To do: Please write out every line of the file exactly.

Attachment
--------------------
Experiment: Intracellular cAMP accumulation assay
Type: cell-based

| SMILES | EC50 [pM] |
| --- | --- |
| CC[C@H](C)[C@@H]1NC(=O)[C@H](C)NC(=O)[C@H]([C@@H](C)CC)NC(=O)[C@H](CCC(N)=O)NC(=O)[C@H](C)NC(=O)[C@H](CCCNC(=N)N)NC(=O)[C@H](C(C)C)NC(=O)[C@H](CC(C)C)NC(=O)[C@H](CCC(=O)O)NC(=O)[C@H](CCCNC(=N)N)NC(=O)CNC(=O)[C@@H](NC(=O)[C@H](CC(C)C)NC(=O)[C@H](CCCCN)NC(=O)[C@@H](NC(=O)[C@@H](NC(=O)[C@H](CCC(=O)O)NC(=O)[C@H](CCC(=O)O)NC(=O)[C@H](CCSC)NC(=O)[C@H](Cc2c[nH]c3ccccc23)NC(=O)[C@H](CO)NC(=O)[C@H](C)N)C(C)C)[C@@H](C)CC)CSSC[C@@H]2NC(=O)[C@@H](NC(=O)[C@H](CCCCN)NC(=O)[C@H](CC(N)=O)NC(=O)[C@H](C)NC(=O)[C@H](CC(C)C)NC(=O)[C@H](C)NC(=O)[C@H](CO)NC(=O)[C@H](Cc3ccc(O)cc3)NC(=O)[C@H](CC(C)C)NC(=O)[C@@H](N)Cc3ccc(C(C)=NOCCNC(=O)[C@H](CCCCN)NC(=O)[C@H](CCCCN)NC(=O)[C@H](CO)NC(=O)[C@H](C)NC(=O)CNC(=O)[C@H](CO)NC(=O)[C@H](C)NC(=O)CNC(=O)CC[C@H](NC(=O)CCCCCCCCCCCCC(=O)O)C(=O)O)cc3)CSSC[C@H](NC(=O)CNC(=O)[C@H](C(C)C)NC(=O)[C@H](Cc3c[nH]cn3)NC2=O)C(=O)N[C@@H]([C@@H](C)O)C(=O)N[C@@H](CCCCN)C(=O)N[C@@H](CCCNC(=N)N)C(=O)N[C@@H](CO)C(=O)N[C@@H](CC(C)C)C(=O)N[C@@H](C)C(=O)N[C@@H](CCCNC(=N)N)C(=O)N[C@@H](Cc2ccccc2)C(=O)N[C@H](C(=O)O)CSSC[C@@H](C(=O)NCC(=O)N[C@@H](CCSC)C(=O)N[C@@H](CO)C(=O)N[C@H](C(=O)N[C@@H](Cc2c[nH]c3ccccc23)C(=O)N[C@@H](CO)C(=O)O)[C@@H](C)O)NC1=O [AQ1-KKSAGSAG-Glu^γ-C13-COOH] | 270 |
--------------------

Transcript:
Experiment: Intracellular cAMP accumulation assay
Type: cell-based

| SMILES | EC50 [pM] |
| --- | --- |
| CC[C@H](C)[C@@H]1NC(=O)[C@H](C)NC(=O)[C@H]([C@@H](C)CC)NC(=O)[C@H](CCC(N)=O)NC(=O)[C@H](C)NC(=O)[C@H](CCCNC(=N)N)NC(=O)[C@H](C(C)C)NC(=O)[C@H](CC(C)C)NC(=O)[C@H](CCC(=O)O)NC(=O)[C@H](CCCNC(=N)N)NC(=O)CNC(=O)[C@@H](NC(=O)[C@H](CC(C)C)NC(=O)[C@H](CCCCN)NC(=O)[C@@H](NC(=O)[C@@H](NC(=O)[C@H](CCC(=O)O)NC(=O)[C@H](CCC(=O)O)NC(=O)[C@H](CCSC)NC(=O)[C@H](Cc2c[nH]c3ccccc23)NC(=O)[C@H](CO)NC(=O)[C@H](C)N)C(C)C)[C@@H](C)CC)CSSC[C@@H]2NC(=O)[C@@H](NC(=O)[C@H](CCCCN)NC(=O)[C@H](CC(N)=O)NC(=O)[C@H](C)NC(=O)[C@H](CC(C)C)NC(=O)[C@H](C)NC(=O)[C@H](CO)NC(=O)[C@H](Cc3ccc(O)cc3)NC(=O)[C@H](CC(C)C)NC(=O)[C@@H](N)Cc3ccc(C(C)=NOCCNC(=O)[C@H](CCCCN)NC(=O)[C@H](CCCCN)NC(=O)[C@H](CO)NC(=O)[C@H](C)NC(=O)CNC(=O)[C@H](CO)NC(=O)[C@H](C)NC(=O)CNC(=O)CC[C@H](NC(=O)CCCCCCCCCCCCC(=O)O)C(=O)O)cc3)CSSC[C@H](NC(=O)CNC(=O)[C@H](C(C)C)NC(=O)[C@H](Cc3c[nH]cn3)NC2=O)C(=O)N[C@@H]([C@@H](C)O)C(=O)N[C@@H](CCCCN)C(=O)N[C@@H](CCCNC(=N)N)C(=O)N[C@@H](CO)C(=O)N[C@@H](CC(C)C)C(=O)N[C@@H](C)C(=O)N[C@@H](CCCNC(=N)N)C(=O)N[C@@H](Cc2ccccc2)C(=O)N[C@H](C(=O)O)CSSC[C@@H](C(=O)NCC(=O)N[C@@H](CCSC)C(=O)N[C@@H](CO)C(=O)N[C@H](C(=O)N[C@@H](Cc2c[nH]c3ccccc23)C(=O)N[C@@H](CO)C(=O)O)[C@@H](C)O)NC1=O [AQ1-KKSAGSAG-Glu^γ-C13-COOH] | 270 |